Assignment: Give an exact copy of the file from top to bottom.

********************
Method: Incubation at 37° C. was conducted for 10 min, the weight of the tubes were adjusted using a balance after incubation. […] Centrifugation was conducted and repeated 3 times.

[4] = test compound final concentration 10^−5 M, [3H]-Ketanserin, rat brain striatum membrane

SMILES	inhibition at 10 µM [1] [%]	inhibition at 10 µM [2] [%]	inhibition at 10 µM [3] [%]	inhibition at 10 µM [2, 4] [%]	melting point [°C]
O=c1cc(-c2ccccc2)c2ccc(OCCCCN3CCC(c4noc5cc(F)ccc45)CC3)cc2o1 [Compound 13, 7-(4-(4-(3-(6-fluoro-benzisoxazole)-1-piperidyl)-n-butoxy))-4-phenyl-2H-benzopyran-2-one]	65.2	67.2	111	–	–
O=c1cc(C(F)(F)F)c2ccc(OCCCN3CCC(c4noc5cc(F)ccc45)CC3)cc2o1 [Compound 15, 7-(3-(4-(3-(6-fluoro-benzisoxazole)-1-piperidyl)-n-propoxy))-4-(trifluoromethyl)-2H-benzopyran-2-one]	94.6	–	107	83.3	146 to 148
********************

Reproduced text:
Method: Incubation at 37° C. was conducted for 10 min, the weight of the tubes were adjusted using a balance after incubation. […] Centrifugation was conducted and repeated 3 times.

[4] = test compound final concentration 10^−5 M, [3H]-Ketanserin, rat brain striatum membrane

SMILES	inhibition at 10 µM [1] [%]	inhibition at 10 µM [2] [%]	inhibition at 10 µM [3] [%]	inhibition at 10 µM [2, 4] [%]	melting point [°C]
O=c1cc(-c2ccccc2)c2ccc(OCCCCN3CCC(c4noc5cc(F)ccc45)CC3)cc2o1 [Compound 13, 7-(4-(4-(3-(6-fluoro-benzisoxazole)-1-piperidyl)-n-butoxy))-4-phenyl-2H-benzopyran-2-one]	65.2	67.2	111	–	–
O=c1cc(C(F)(F)F)c2ccc(OCCCN3CCC(c4noc5cc(F)ccc45)CC3)cc2o1 [Compound 15, 7-(3-(4-(3-(6-fluoro-benzisoxazole)-1-piperidyl)-n-propoxy))-4-(trifluoromethyl)-2H-benzopyran-2-one]	94.6	–	107	83.3	146 to 148